With so much hype around CBD, it’s important to understand the science behind its therapeutic potential before jumping to conclusions. While research is somewhat limited due to the longstanding illegal status of cannabis, there are still many studies on CBD that we can learn from. Here are 4 of the top CBD studies we think you should know about.
CBD May Alleviate Anxiety In Public Speaking Situations
This 2011 study laid the foundation for research into CBD’s effects on social anxiety. In it, participants suffering from social anxiety disorder (SAD) were placed in public-speaking situations after being dosed with either CBD or a placebo.
Researchers found that after pretreatment with CBD, subjects demonstrated “reduced anxiety, cognitive impairment, and discomfort in their speech performance”. By comparison, the placebo group demonstrated higher impairment, higher anxiety, and higher discomfort.
The results of the study indicate that CBD may be a viable treatment option for those suffering from SAD, and maybe even other anxiety disorders.
CBD May Reduce Seizure Frequency In Certain Epileptic Conditions
Epilepsy is a debilitating condition that may be improved by CBD. Many people use CBD to treat their epilepsy, but do studies on CBD actually support using CBD for this purpose? This 2018 study sought to determine if CBD had any beneficial effect when combined with antiepileptic medication in the treatment of Lennox-Gastaut syndrome.
225 participants were chosen who experienced at least two drop seizures per week. They were split into 3 control groups: those dosed with 20 mg of CBD per kg of body weight, those dosed with 10 mg of CBD per kg of body weight, and those dosed with a placebo.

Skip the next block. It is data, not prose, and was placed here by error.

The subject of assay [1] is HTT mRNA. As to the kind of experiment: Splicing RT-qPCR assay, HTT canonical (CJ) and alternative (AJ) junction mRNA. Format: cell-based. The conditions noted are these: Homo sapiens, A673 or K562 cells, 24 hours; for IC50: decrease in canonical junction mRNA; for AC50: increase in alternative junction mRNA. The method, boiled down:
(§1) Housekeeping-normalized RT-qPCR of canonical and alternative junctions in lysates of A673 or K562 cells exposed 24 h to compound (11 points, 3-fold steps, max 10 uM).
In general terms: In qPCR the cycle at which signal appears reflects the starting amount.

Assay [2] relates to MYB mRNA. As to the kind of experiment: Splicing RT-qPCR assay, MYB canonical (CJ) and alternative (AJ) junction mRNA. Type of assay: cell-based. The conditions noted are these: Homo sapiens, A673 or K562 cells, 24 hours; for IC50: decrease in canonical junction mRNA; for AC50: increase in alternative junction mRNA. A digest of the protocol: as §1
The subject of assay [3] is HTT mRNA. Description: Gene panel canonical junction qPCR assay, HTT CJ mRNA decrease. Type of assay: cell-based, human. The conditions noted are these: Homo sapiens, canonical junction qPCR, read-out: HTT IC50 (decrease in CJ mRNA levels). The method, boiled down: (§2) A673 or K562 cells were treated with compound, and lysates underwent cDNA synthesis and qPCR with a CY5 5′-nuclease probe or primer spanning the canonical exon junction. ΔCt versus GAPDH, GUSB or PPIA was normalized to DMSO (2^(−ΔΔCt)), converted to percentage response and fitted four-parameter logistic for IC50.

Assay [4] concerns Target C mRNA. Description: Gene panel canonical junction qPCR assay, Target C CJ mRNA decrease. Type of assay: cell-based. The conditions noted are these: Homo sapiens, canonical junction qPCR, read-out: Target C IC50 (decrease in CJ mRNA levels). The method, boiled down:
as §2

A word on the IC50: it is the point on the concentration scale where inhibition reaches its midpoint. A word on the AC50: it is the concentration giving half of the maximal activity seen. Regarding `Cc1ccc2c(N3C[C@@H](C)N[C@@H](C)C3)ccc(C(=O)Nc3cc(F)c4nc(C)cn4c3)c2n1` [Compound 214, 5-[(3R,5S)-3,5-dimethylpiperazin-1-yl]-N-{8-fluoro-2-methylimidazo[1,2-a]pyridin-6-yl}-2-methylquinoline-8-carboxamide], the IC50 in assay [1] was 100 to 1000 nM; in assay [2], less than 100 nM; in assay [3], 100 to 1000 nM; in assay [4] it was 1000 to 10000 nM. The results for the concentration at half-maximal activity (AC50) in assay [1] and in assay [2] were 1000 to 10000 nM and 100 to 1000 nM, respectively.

The 20 mg group experienced a median percent reduction in the drop-seizure frequency of 41.9%. The 10 mg group experienced a reduction of 37.2%. While the placebo group only experienced a reduction of 17.2%.
CBD May Reduce Addiction Cravings
For some time now, it has been thought that CBD may be able to help those suffering from addictions and their subsequent cravings. A 2015 literature review found that CBD could be helpful in the treatment of a variety of different addictions.
This 2013 study explored the effects of CBD on reducing craving and addiction among cigarette smokers. Smokers were given an inhaler to use every time they felt the urge to smoke a cigarette. The smokers who received the placebo inhaler had no decrease in the amount of cigarettes smoked during the study period. But those who received the CBD inhaler reduced the amount of cigarettes they smoked by 40%. Researchers concluded that CBD was able to reduce the intensity of nicotine addiction.
However, it’s unlikely that nicotine is the only addiction that CBD could help with. The literature review found that CBD may also have therapeutic properties in the treatment of cocaine and opioid addiction as well. Nevertheless, more studies on CBD and addiction are needed in order to find out just how far cannabidiol’s addiction fighting potential goes.
CBD Is Generally Safe And Well Tolerated
CBD may have significant therapeutic value, but is it actually safe? This 2018 study dosed participants with large doses of CBD in order to answer this question. Participants were given either a single large dose in ascending order (1500 mg, 2000 mg, 2500 mg, etc.) or multiple smaller doses per day (ex: 1000 mg/2x per day).
Researchers found that despite the large amounts of cannabidiol ingested, CBD was generally well tolerated. Adverse effects were generally mild to moderate, with no subject experiencing a serious or severe adverse effect. The most common side effects experienced were headache, diarrhea, sleepiness, and nausea.
Researchers concluded that CBD was well tolerated and especially supported the twice-daily administration of CBD. Nevertheless, it’s always important when dosing CBD.